India has over 240 million buildings, both residential and commercial, but few are built to be quake resistant, warns a top official of India's apex body for disaster management. And disasters - in case of strong earthquakes - are waiting to happen.
"Estimates suggest that the country has over 240 million buildings but the scary part is that most of them are not quake resistant nor can withstand high intensity tremors," N.V.C. Menon, a senior member of the National Disaster Management Authority (NDMA), told IANS.
A moderate earthquake measuring 4.3 on the Richter scale shook residents of the national capital and surrounding areas out of their beds early Monday. Tremors were also felt in the neighbouring towns of Gurgaon, Ghaziabad, Noida and Faridabad where a building boom has seen high-rises multiply both for offices and residences.
With a burgeoning population and rampant unscientific construction mushrooming all over the country in the shape of multi-storied luxury apartments, huge factory buildings, colossal malls and warehouses, the threat becomes real.
"India is thus at high risk," warned Menon.
"The home ministry had recently directed that all buildings built after May 2007 must be compliant with disaster management norms. State agencies have been assigned to ensure that everyone follows the guidelines and buildings have mandatory clearances," the official added.
According to NDMA officials, Delhi, Jammu and Kashmir, Gujarat, Himachal, and parts of Haryana and Uttar Pradesh come under the high-damage risk seismic zone.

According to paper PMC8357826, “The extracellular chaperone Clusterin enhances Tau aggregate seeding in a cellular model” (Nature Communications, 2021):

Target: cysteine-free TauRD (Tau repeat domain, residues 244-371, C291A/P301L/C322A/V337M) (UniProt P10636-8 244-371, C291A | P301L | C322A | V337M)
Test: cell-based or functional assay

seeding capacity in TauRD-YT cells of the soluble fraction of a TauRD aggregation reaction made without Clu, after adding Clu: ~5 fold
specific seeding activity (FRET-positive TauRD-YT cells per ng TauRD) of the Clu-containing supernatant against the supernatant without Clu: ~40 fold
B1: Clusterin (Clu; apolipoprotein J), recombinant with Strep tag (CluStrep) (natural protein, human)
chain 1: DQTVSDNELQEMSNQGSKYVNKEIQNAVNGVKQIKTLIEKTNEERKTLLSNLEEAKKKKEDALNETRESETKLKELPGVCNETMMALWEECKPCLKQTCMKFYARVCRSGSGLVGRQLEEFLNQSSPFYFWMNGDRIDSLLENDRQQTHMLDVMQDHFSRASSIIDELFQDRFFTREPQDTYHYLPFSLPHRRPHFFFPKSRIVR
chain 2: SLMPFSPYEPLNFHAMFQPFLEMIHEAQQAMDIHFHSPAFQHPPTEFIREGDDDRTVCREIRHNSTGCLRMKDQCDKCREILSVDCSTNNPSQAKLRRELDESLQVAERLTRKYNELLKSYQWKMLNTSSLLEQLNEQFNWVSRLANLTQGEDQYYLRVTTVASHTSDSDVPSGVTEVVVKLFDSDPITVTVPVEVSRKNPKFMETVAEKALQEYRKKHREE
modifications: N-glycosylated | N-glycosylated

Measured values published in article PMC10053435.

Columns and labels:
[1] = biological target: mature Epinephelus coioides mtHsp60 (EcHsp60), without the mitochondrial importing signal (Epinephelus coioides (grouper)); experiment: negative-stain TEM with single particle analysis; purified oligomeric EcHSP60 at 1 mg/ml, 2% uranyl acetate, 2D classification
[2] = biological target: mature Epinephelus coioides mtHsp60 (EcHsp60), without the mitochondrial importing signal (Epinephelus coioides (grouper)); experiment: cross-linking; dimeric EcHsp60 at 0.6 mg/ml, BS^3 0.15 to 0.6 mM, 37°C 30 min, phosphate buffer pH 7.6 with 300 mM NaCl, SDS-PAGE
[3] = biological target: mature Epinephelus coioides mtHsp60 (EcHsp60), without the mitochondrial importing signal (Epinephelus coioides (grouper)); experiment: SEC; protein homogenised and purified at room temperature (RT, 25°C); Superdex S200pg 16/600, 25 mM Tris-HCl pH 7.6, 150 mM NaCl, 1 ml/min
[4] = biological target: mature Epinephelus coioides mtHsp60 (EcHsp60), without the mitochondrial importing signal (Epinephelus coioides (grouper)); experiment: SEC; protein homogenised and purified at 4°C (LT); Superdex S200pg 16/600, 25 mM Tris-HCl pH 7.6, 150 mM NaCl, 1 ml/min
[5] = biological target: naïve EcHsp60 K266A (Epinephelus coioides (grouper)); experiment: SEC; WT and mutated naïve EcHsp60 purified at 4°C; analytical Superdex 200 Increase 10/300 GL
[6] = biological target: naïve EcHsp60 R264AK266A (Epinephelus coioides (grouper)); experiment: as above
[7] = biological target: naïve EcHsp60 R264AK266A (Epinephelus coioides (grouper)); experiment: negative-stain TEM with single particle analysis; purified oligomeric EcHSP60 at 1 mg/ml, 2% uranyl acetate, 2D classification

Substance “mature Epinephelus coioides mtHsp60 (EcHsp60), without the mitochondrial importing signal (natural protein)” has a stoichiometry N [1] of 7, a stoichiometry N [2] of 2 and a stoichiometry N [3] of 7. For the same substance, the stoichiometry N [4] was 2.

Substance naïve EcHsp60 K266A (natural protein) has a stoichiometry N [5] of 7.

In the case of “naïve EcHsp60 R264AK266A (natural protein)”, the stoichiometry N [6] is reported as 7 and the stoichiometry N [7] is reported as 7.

In the capital, three regions face the highest quake risk: the trans-Yamuna area, west Delhi and Chhattarpur area. Four other regions face moderate risk - northwest Delhi, Najafgarh region, the areas near Sanjay Nagar in south Delhi, and a long stretch from Timarpur in the north to Sangam Vihar in the south.
In the past seven years, three killer quakes have claimed at least 25,000 lives in the country.
The 'Mw7.6' Bhuj earthquake, as it is popularly referred to, that rocked Gujarat on Republic Day, 2001, was one of the two most deadly earthquakes to strike India in recorded history. A month after the earthquake, official figures place the death toll at 13,805 and the number of injured at 166,000.
Four years later in October 2005, 1,387 people were officially reported killed in a quake in Kashmir and several districts in the Himalayan almost wiped off the map.
According to well-known city planner Dunu Roy: "The loss of human life is not the only determinant of earthquake risk any more. Severe economic losses leading to the collapse of the local or regional economy after an earthquake may have long-term adverse consequences for the entire country. This effect would be further magnified if an earthquake hits a mega-city, such as Delhi or Mumbai."
"We are not prepared to handle such calamities," he warned.
The NDMA says that India has not learnt its lessons despite devastating earthquakes at regular intervals.
"The level of awareness of earthquake risk prevalent in the country and the systemic strategy to face damaging earthquakes is rather low. The risks can be reduced only if there is better and more widespread understanding of those contributors to the risk, and thus requires concerted efforts by all stakeholders," Menon said.